Wednesday's close was hardly an overwhelming victory for the bulls. Because despite being led lower by small caps, momentum stocks and the iShares Russell 2000 ETF (IWM) as a whole, the IWM actually finished the day beneath its opening print.
That's right. While the Powershares QQQ Trust (QQQ) and SPDR S&P 500 Trust (SPY) closed 0.5% and 0.25% above their opening prints, the IWM closed 0.1% lower. So the index that's been sold most aggressively during the recent sell-off remains incapable of attracting much interest from the dip-buying crowd. The one bright spot worth noting is that a number of beaten-down momentum names, such as LinkedIn (LNKD), Facebook (FB) and Workday (WDAY) have found support at their 50-day simple moving averages during the past two trading sessions.
Let's switch gears and focus our attention on a group of stocks rarely associated with the momentum oriented hot-money crowd: the Utilities Select Sector SPDR Fund (XLU).
Back when I started watching the iShares 20+Year Treasury Bond ETF (TLT) for a rotational trade inside its composite balance (discussed in the June 30 Trader Daily), I also began stalking the XLU for a similar sort of trade. As the XLU broke higher in mid-to-late-June, away from its consolidation area, it looked like the bulls were set to seize control. However, the bearish reversals and collapse beneath $43.30 on July 2 (noted on the chart below) resulted in a failed auction (or breakout). As a result, we're left looking for a trade toward the other side of composite balance, or roughly $41.50.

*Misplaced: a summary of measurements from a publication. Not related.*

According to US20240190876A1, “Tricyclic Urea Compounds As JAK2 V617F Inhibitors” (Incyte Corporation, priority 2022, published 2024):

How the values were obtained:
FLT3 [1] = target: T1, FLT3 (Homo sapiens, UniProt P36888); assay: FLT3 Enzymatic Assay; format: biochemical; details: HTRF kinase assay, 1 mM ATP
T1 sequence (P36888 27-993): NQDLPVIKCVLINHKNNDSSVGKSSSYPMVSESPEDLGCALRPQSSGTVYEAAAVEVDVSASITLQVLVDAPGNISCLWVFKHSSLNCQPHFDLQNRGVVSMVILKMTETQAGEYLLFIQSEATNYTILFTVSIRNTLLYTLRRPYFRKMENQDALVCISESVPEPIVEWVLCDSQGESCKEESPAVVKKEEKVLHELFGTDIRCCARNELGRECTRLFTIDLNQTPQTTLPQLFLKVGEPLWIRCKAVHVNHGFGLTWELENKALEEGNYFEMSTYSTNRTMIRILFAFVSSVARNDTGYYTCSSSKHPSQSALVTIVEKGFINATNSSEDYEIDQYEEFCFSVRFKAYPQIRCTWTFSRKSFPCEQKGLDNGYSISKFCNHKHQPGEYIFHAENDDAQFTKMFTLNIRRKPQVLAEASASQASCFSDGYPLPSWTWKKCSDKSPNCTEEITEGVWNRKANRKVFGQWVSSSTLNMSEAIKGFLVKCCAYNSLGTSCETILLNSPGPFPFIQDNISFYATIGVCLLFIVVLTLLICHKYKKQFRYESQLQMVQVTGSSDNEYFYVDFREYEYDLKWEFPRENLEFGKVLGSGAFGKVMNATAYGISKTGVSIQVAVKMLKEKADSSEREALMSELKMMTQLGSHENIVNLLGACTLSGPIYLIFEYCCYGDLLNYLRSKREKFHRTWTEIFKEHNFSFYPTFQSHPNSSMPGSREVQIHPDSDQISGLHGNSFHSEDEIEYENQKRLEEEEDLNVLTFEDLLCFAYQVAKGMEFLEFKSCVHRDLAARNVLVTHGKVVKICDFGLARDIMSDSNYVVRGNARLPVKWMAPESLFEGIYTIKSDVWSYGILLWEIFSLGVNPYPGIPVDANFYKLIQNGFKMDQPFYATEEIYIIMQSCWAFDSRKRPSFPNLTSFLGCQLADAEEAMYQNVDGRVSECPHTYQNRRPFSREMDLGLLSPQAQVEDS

The trade idea here is pretty straightforward. I like the odds of selling the XLU short as close to $43.25 -- $43.40 as possible, with a stop loss (on close) of $43.90 -- $44. An initial downside target would be $41.50. But should that level break, we'd immediately begin targeting $40.25 and $39.70.
As far as Thursday's SPY trading is concerned, I want to begin the day with a focus on $196.85 -- $197. Given that we closed Wednesday's session above $197, I believe the bulls deserve the benefit of the doubt. With that in mind, all trading above $197 keeps the focus on auctioning prices toward $197.90.
Failure to hold above $196.85 -- $197 pulls sellers back into the market and shines a light on $196.45, $195.75 and $195.20. Suffice it to say, a close beneath Tuesday's intraday low of $195.76 would likely be viewed as both bearish and a notable shift in the market's short-term tone.
- I've never been much of a gold bug, but there's no denying some of the best-looking charts at the moment are being found in the gold and silver mining sector. Stocks like Goldcorp (GG), Eldorado Gold (EGO) and Silver Standard Resources (SSRI) are just now breaking higher from multi-week consolidation zones. Others, like Pan American Silver (PAAS), Royal Gold (RGLD) and Newmont (NEM) are within inches of breaking higher. As a whole, and from the vantage point of a higher timeframe, the group looks to be strong and getting stronger.
- Gold and silver futures continue to consolidate in relatively narrow trading bands. As far as Gold is concerned, bulls need to see the contract close above $1330, and not close beneath $1300. All trading above $1330 shines a light on $1356 -- $1364, and likely lights a fire under the bulk of the gold and silver miners.
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